Another big event at any ranch is auction time, whether the ranchers are buying or selling. As Cold Creek has its own abattoir and packages and sells all its own beef (Double Check Beef), there’s not much selling to do, however they may often be on the lookout for a new bull or cow. Willcox Auction House is a definite experience, from watching the pen riders beforehand to sizing up the stock and horses for sale to the auction itself.
Though not strictly part of ranch productivity, every good rancher needs to know how to shoot, whether to catch something tasty to eat with a little game flavour or to protect yourself from a mountain lion. Cold Creek Ranch is the perfect place to learn! Eric has one of the most impressive collection of guns I have ever seen and is a wonderful instructor. If you have your own firearms you are welcome to bring them along for target practice and the old wooden porch is the perfect place to shoot from. If you’d like to know more, I wrote a separate post on shooting at Cold Creek.
It’s all about breakfasts and dinners here at Cold Creek Ranch, and boy are they good! Jean is without a doubt a formidable cook and the meals will be a highlight of your stay. I made sure to write down all my favourite recipes before I left but I’m sure that my attempts won’t live up to the real deal. Breakfasts range from oatmeal pancakes to Dutch hats and breakfast casseroles – every day it’s something new and the quantities are hearty enough to see you through the long ranch day. Dinners are an explosion of flavour and draw from different cultures for a true Western experience. From all American pot roast and meat loaf to Pozole and chicken and chorizo stew from across the border in Mexico. Jean is hands down the best ranch chef around – I only wish I had taken photos of the food (I was too busy eating clearly).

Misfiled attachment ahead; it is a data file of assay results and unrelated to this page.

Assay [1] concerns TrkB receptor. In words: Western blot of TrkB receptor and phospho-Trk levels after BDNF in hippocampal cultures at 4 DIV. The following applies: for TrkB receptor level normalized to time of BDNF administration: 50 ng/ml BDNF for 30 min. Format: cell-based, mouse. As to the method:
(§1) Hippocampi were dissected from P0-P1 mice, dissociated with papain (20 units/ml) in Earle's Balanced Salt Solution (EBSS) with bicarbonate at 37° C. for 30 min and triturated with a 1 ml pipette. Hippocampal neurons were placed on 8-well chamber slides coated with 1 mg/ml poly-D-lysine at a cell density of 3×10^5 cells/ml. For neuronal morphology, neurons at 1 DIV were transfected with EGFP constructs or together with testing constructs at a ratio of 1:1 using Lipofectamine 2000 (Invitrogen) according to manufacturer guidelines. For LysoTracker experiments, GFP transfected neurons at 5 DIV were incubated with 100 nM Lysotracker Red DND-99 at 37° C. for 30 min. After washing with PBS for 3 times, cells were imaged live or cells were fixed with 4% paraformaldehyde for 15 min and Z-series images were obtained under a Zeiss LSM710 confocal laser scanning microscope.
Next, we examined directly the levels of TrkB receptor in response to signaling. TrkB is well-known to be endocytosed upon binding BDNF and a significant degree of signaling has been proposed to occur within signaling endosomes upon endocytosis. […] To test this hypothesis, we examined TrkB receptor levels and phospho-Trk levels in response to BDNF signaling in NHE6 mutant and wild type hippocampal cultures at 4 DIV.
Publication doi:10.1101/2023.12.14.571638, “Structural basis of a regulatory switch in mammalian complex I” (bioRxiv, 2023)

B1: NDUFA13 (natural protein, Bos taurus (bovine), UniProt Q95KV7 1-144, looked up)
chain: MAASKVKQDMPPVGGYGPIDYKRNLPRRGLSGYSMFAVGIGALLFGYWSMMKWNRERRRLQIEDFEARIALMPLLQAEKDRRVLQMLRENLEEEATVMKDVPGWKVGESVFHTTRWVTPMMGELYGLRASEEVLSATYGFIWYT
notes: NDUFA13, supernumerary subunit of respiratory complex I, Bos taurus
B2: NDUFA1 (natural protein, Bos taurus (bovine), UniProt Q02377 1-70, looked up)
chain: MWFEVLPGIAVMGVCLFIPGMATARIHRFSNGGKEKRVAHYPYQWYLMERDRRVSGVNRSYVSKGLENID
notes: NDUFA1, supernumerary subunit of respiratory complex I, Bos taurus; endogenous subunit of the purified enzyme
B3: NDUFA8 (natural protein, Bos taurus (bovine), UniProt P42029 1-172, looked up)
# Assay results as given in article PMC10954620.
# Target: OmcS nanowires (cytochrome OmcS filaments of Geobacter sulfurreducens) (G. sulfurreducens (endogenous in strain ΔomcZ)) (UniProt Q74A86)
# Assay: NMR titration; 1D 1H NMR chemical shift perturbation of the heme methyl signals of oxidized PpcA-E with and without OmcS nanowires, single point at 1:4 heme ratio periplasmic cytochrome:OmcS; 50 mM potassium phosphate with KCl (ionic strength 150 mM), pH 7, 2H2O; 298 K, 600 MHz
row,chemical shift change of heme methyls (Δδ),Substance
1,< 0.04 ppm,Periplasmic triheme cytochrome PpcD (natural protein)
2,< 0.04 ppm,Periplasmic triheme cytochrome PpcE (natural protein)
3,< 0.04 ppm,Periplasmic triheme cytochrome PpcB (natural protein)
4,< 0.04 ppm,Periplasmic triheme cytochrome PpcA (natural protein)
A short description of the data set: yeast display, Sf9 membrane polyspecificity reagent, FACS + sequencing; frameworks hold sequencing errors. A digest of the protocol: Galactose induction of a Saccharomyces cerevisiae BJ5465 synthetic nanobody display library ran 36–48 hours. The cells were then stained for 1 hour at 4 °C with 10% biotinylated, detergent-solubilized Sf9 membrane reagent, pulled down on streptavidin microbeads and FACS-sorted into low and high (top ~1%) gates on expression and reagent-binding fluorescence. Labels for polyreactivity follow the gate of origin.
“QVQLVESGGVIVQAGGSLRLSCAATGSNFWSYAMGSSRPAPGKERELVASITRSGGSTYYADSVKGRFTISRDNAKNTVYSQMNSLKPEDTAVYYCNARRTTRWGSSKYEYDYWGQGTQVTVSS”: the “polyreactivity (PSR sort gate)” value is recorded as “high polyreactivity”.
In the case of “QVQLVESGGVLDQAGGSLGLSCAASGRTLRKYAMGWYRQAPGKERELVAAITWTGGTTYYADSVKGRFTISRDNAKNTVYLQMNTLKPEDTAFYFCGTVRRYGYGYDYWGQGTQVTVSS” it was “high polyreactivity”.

If you have some spare time and a car, there’s a lot to do around the area. Duncan and Clifton are both charming Frontier style towns and though a mine isn’t the most obvious tourist attraction, it sure is a sight to be seen.
- Morenci Copper Mine is the largest mine in North America and standing at the lookout point above feels like you’ve left this world and traveled to Mars. Desolate red earth for as far as the eye can see with giant trucks dwarfed by the pits and mounds.
- Germaine’s Emporium – you’d be missing out if you didn’t make a trip to Germaine’s in Duncan, an emporium filled with the biggest and most unusual range of objects you never knew you really wanted. From antique music scrolls to native american wooden dolls and everything in between. Make sure to check out the ‘boot room’ where you can find the best value 2nd hand boots around. I paid $20 for a pair of beautiful leather Tony Lama boots!